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. Last Updated: 07/27/2016

And the Winners Are ... Consumers

Russians love their own oil, milk and ketchup, but when it comes to pretty much everything else, they choose foreign brands.

Of the 20 categories of consumer goods voted on in this year's People's Mark contest, the only Russian products crowned champion were in the motor oil, vegetable oil, milk and ketchup categories. Elsewhere, big-budget foreign advertisers swept the board.

The fourth annual nationwide survey asked people from across the country to vote, through three national newspapers and the Internet, for their favorite brands. The winners, announced Tuesday, earned the right to use the People's Mark logo -- a white thumbs-up sign on a red background -- on their products for two years.

The People's Choice

CategoryWinner
Video RecorderSamsung
Video CameraSony
Stereo SystemPanasonic
Photo CameraKodak
Electric IronTefal
Vacuum CleanerLG
Motor OilLUKoil
BatteriesEnergizer
Sink CleanserComet
RazorsGillette
HairsprayTaft
MilkDomik v Derevne
KetchupBaltimor
Chocolate BarsSnickers
Breath MintsRondo
ChipsLay's
BouillonMaggi
MargarineRama
Vegetable OilZlato
Mineral WaterAqua Minerale


Some 40,000 people participated in the contest this year, 5,000 more than last year, according to organizers, who noted a dramatic change in the consumer market as many more products gained national recognition.

"The situation has changed a lot, the consumer market has grown significantly, information and advertising space has been saturated," said contest organizer Maria Khokhlova.

LUKoil's motor oil, Russkaya Bakaleya's Zlata brand of vegetable oil, Wimm-Bill-Dann's milk, Domik v Derevne, and Baltimor Holding's ketchup, Baltimor, all won their categories.

Zlata, however, had the distinction of being the only Russian product to unseat a foreign-made defending champion, Swiss Oleina, because the other three were all new categories.

People's Mark rotates categories every two years because winners rarely change from year to year.

Since 1998, when the contest was founded, organizers consistently had problems creating categories for products that were well known across the country.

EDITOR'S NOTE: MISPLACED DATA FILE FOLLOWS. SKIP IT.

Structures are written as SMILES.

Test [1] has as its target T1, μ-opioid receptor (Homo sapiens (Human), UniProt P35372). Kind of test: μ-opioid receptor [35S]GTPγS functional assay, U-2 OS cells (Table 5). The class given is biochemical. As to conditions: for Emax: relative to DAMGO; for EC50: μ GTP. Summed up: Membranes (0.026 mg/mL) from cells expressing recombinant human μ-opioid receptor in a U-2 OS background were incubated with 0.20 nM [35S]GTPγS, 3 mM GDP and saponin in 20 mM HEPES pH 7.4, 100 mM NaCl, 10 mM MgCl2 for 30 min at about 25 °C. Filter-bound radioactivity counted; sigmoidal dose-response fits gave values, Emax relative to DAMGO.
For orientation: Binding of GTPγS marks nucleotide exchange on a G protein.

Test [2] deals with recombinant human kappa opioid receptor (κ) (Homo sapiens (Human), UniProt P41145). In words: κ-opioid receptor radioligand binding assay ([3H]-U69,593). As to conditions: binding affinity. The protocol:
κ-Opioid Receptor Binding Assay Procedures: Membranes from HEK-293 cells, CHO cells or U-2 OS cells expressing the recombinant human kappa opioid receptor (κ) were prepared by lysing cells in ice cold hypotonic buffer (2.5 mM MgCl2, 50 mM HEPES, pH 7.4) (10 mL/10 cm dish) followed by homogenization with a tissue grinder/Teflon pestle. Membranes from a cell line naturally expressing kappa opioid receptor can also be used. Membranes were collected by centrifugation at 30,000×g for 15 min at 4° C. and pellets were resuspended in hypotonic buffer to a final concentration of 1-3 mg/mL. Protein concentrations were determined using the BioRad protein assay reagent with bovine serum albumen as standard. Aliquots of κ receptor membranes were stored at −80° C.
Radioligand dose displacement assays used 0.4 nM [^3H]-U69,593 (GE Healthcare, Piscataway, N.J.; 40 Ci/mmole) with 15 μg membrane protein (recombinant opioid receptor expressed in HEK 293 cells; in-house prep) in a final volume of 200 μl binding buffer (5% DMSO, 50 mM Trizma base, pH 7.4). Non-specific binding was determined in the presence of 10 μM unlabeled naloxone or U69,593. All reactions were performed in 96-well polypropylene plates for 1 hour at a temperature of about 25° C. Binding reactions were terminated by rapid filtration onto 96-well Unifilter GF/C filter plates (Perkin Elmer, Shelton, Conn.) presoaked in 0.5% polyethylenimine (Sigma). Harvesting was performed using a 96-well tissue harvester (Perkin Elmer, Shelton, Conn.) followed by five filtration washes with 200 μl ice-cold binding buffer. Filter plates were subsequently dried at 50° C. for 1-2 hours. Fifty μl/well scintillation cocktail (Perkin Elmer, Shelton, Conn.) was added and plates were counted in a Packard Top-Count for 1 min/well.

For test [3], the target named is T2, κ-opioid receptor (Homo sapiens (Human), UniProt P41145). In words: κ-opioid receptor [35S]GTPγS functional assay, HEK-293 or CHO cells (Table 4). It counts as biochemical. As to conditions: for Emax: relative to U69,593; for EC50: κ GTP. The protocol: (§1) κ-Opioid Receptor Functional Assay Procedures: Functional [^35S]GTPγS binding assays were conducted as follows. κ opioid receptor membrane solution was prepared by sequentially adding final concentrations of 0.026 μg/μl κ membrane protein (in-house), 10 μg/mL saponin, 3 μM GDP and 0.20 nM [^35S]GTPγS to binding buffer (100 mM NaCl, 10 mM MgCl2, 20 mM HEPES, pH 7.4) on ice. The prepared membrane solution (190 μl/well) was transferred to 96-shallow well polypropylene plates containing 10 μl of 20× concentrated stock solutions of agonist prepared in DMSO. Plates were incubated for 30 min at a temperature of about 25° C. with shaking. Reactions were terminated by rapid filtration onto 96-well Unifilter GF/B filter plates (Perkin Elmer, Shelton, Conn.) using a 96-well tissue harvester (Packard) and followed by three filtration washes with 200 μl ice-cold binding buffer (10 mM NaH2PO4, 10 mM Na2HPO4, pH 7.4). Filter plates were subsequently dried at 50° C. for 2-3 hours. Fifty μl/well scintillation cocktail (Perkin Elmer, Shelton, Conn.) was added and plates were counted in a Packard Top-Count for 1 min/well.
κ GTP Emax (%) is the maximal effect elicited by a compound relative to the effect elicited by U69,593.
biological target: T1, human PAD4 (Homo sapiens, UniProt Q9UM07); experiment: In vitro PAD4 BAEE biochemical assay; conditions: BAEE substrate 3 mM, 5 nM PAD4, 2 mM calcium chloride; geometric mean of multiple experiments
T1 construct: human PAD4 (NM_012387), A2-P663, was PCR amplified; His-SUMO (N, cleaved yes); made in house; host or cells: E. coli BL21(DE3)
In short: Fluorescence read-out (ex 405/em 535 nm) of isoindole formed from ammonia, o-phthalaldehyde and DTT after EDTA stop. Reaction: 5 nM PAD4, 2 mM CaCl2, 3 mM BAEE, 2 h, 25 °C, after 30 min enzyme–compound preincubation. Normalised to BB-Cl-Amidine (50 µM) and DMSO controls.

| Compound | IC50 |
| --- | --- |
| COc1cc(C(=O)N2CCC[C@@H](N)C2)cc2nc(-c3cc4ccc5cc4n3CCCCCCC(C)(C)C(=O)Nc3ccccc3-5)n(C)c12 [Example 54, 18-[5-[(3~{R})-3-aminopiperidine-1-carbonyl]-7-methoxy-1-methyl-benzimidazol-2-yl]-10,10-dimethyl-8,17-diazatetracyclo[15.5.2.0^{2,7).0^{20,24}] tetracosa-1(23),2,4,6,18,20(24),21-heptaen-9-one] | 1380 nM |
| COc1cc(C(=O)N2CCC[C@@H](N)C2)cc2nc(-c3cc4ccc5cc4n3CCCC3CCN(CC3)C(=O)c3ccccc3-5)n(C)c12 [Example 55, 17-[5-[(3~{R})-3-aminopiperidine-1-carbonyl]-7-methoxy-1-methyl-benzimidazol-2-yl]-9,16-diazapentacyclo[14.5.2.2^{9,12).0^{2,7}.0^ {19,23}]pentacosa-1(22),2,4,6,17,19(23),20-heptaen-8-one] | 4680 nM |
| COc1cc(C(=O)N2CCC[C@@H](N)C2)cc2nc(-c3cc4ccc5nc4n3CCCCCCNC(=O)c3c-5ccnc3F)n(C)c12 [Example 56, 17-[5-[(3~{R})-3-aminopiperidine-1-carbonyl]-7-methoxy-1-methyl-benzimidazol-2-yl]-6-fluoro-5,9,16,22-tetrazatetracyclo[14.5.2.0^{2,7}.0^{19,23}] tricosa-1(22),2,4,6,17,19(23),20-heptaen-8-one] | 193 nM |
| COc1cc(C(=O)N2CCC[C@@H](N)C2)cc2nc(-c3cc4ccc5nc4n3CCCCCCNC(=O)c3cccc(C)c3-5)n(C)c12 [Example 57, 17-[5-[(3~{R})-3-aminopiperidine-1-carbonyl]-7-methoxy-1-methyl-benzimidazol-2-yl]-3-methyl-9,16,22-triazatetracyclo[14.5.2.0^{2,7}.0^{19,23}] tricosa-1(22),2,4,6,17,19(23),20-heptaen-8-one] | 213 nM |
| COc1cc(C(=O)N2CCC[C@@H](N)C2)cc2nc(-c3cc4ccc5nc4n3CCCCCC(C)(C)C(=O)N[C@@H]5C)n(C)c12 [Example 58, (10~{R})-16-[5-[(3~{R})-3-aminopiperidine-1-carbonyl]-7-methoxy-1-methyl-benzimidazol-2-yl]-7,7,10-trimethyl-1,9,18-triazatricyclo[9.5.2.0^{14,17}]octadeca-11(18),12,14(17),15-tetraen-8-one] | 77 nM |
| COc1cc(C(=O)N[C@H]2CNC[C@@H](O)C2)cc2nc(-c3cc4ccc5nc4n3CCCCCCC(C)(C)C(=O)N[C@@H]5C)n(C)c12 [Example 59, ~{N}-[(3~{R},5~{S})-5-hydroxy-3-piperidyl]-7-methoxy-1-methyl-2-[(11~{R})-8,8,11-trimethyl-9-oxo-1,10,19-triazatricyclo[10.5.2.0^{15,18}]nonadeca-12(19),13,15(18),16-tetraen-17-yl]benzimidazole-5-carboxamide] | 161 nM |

In the first couple of years, in fact, TV program and radio station were categories because there just weren't enough well-known consumer goods.

Another new category, electric iron, could not have been included in the past because so few Russians used name-brand irons, Khokhlova said.

"In the last four years, the consumer market has grown significantly. Not only have new brands appeared, but new categories of goods, which not so long ago were exclusive but are now part of Russian's everyday life," she said.

Khokhlova said next year there will be "significantly more" categories -- as many as 40.

In the first contest in 1998, brands were chosen for two reasons -- Russian products won because of "post-Soviet memory" and foreign products won for huge advertising campaigns. "But now, there is real competition between transnational corporations and Russian companies," Khokhlova said. "We can be sure that Russian companies have learned not only to produce high-quality goods, but also to promote them."

"The fact that Russia is preparing to enter the World Trade Organization forced additional demands on Russian producers. And this is not only the technical characteristics of quality of goods, but, and this is very important, the ability to carry out a successful advertising and promotion campaign," said Anatoly Shuvalov, a department head at the Russian Chamber of Commerce and Trade.

"The costs of brand promotion today are comparable to production expenses," said Vladimir Kismereshkin, president of the Russia Advertising Union. "The success of a brand is impossible without public recognition."